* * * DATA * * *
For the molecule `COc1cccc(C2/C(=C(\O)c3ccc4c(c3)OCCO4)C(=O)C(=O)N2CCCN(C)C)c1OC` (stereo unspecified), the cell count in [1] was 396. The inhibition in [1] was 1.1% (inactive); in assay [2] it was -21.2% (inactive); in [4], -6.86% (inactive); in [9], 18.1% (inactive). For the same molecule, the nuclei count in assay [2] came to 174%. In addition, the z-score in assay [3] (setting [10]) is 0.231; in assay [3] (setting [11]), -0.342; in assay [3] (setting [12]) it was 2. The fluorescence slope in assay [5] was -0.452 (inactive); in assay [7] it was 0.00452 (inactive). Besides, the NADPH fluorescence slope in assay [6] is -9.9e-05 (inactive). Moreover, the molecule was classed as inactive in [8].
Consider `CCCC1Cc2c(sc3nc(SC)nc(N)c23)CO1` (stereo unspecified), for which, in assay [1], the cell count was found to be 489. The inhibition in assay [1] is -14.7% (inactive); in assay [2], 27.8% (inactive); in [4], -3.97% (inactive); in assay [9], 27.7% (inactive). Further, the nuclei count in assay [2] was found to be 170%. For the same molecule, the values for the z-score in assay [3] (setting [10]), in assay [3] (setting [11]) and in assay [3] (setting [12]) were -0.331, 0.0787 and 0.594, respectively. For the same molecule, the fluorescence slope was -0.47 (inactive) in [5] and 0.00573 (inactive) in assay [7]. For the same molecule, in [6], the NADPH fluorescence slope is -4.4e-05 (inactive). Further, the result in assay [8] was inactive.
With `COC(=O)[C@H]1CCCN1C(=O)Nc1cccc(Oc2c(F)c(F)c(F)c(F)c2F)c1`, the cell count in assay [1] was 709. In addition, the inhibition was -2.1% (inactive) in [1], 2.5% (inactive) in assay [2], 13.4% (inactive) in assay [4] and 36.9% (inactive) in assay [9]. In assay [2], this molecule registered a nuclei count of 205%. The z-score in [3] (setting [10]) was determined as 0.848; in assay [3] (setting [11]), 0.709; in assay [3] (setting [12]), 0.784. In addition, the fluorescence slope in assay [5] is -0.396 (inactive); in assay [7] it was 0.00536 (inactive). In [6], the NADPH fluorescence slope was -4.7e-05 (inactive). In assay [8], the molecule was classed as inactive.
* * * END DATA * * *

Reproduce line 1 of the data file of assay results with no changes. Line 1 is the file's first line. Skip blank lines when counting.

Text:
For the molecule `COc1cccc(C2/C(=C(\O)c3ccc4c(c3)OCCO4)C(=O)C(=O)N2CCCN(C)C)c1OC` (stereo unspecified), the cell count in [1] was 396. The inhibition in [1] was 1.1% (inactive); in assay [2] it was -21.2% (inactive); in [4], -6.86% (inactive); in [9], 18.1% (inactive). For the same molecule, the nuclei count in assay [2] came to 174%. In addition, the z-score in assay [3] (setting [10]) is 0.231; in assay [3] (setting [11]), -0.342; in assay [3] (setting [12]) it was 2. The fluorescence slope in assay [5] was -0.452 (inactive); in assay [7] it was 0.00452 (inactive). Besides, the NADPH fluorescence slope in assay [6] is -9.9e-05 (inactive). Moreover, the molecule was classed as inactive in [8].